Researchers of a new study did not find a link between moderately high intake of dietary cholesterol or eating up to one egg every day, and increased risk of stroke.
The researchers neither found an association in carriers of the APOE4 phenotype, which influences cholesterol metabolism. APOE4 carriers are genetically predisposed to experience more of the effect of dietary cholesterol on their serum cholesterol levels.
In the study published in the American Journal of Clinical Nutrition, researchers assessed the dietary habits of 1,950 men between 42 and 60 years old who were not diagnosed of cardiovascular disease at the start of the study. Some of the participants were known carriers of APOE4 phenotype.
The objective of the study is to explore the associations of egg and cholesterol intake with risk of stroke and find out if APOE4 phenotype could influence these associations. The study involved middle-aged and older men from Finland, where APOE4 phenotype is relatively common among the population.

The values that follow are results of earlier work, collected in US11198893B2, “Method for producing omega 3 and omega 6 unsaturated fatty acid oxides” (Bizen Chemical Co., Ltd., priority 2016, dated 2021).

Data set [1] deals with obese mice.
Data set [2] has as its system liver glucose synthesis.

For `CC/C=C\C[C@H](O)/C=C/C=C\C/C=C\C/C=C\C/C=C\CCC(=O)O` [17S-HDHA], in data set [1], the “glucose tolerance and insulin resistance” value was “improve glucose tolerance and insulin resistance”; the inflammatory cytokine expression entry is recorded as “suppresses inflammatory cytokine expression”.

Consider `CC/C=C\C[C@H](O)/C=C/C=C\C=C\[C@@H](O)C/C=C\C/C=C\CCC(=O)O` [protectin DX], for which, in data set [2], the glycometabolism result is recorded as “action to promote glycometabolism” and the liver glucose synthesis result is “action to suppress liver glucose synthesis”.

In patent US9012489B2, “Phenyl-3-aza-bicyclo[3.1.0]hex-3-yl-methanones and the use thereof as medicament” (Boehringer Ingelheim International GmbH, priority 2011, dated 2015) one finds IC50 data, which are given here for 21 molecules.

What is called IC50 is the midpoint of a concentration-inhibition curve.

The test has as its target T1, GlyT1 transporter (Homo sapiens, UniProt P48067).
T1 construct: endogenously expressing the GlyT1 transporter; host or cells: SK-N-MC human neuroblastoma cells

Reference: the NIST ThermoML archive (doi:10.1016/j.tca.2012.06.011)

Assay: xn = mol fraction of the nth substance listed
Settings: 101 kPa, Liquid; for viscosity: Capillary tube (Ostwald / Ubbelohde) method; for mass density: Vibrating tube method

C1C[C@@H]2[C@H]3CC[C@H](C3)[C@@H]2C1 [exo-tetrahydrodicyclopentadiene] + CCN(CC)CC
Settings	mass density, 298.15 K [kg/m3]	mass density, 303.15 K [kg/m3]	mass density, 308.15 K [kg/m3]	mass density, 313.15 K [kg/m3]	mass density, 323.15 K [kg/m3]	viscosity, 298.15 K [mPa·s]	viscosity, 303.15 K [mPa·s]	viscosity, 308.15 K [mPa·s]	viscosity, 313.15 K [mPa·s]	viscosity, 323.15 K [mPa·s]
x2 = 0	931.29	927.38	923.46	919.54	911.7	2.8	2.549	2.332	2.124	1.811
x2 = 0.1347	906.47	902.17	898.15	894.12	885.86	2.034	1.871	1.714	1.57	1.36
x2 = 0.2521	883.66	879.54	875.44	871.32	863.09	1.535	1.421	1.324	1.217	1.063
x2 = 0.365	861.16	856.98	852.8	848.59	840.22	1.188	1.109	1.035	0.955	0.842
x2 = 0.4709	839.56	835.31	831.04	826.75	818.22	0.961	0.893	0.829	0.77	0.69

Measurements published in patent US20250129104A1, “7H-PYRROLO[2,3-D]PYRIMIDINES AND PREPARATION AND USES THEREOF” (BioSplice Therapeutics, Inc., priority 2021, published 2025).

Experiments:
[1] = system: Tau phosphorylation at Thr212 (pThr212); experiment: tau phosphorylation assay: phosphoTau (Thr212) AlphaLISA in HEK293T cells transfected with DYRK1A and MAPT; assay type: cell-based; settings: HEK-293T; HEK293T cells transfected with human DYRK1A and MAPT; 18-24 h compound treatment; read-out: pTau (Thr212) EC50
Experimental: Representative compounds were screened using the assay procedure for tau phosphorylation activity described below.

No Association Between Cholesterol Intake, Daily Egg Consumption, And Stroke Risk
Study participants in the highest control group had an average daily dietary cholesterol intake of 520 mg and consumed about one egg per day. One egg has about 200 mg of cholesterol.
Over the course of the 21-year follow-up period, 217 of the participants had a stroke, but researchers found that neither dietary cholesterol nor daily consumption of eggs was linked to risk of stroke, even in carriers of APOE4.
The findings suggest that even in individuals who are genetically predisposed to greater effects of dietary cholesterol, cholesterol intake, or daily egg consumption is not associated with risk of stroke.
"Neither egg nor cholesterol intakes were associated with stroke risk in this cohort, regardless of apoE phenotype," researchers wrote in their study.
This is not the first study to show that it is relatively safe to consume eggs regularly. A 2016 study also found that a relatively high intake of cholesterol found in one egg is not associated with increased risk of coronary heart disease.